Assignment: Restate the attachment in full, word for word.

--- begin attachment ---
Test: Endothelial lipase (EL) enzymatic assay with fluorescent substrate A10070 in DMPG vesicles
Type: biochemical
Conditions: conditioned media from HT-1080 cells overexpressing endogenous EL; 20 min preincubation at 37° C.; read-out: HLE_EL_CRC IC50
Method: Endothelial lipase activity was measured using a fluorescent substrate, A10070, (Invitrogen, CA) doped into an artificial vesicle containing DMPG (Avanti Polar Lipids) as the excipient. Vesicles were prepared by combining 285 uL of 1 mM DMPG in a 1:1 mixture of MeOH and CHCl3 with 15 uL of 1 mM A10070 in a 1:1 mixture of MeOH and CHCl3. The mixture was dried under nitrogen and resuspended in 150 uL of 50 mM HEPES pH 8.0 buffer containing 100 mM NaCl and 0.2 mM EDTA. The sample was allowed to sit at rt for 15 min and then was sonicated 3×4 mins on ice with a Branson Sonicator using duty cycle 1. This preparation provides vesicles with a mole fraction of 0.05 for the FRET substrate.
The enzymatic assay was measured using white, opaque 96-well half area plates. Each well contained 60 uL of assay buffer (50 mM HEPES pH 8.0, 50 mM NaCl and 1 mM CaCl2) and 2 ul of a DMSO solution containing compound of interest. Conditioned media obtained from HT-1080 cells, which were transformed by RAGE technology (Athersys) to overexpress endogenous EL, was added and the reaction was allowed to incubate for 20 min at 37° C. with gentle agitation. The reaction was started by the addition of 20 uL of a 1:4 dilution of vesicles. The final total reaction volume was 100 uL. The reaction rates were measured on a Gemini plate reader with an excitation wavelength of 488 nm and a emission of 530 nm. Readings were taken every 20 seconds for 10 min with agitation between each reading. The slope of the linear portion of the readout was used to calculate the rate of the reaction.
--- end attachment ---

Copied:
Test: Endothelial lipase (EL) enzymatic assay with fluorescent substrate A10070 in DMPG vesicles
Type: biochemical
Conditions: conditioned media from HT-1080 cells overexpressing endogenous EL; 20 min preincubation at 37° C.; read-out: HLE_EL_CRC IC50
Method: Endothelial lipase activity was measured using a fluorescent substrate, A10070, (Invitrogen, CA) doped into an artificial vesicle containing DMPG (Avanti Polar Lipids) as the excipient. Vesicles were prepared by combining 285 uL of 1 mM DMPG in a 1:1 mixture of MeOH and CHCl3 with 15 uL of 1 mM A10070 in a 1:1 mixture of MeOH and CHCl3. The mixture was dried under nitrogen and resuspended in 150 uL of 50 mM HEPES pH 8.0 buffer containing 100 mM NaCl and 0.2 mM EDTA. The sample was allowed to sit at rt for 15 min and then was sonicated 3×4 mins on ice with a Branson Sonicator using duty cycle 1. This preparation provides vesicles with a mole fraction of 0.05 for the FRET substrate.
The enzymatic assay was measured using white, opaque 96-well half area plates. Each well contained 60 uL of assay buffer (50 mM HEPES pH 8.0, 50 mM NaCl and 1 mM CaCl2) and 2 ul of a DMSO solution containing compound of interest. Conditioned media obtained from HT-1080 cells, which were transformed by RAGE technology (Athersys) to overexpress endogenous EL, was added and the reaction was allowed to incubate for 20 min at 37° C. with gentle agitation. The reaction was started by the addition of 20 uL of a 1:4 dilution of vesicles. The final total reaction volume was 100 uL. The reaction rates were measured on a Gemini plate reader with an excitation wavelength of 488 nm and a emission of 530 nm. Readings were taken every 20 seconds for 10 min with agitation between each reading. The slope of the linear portion of the readout was used to calculate the rate of the reaction.